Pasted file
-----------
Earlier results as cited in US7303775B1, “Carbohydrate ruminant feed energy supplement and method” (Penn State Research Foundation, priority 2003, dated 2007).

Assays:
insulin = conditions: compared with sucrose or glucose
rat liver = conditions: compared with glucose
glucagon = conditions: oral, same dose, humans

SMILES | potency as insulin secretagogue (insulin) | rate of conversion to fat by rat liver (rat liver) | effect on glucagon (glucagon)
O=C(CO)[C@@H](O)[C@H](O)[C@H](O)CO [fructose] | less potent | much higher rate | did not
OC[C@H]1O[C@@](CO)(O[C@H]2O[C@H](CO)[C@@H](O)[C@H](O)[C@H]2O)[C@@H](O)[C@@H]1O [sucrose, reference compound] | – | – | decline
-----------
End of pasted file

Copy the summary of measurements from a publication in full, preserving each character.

Earlier results as cited in US7303775B1, “Carbohydrate ruminant feed energy supplement and method” (Penn State Research Foundation, priority 2003, dated 2007).

Assays:
insulin = conditions: compared with sucrose or glucose
rat liver = conditions: compared with glucose
glucagon = conditions: oral, same dose, humans

SMILES | potency as insulin secretagogue (insulin) | rate of conversion to fat by rat liver (rat liver) | effect on glucagon (glucagon)
O=C(CO)[C@@H](O)[C@H](O)[C@H](O)CO [fructose] | less potent | much higher rate | did not
OC[C@H]1O[C@@](CO)(O[C@H]2O[C@H](CO)[C@@H](O)[C@H](O)[C@H]2O)[C@@H](O)[C@@H]1O [sucrose, reference compound] | – | – | decline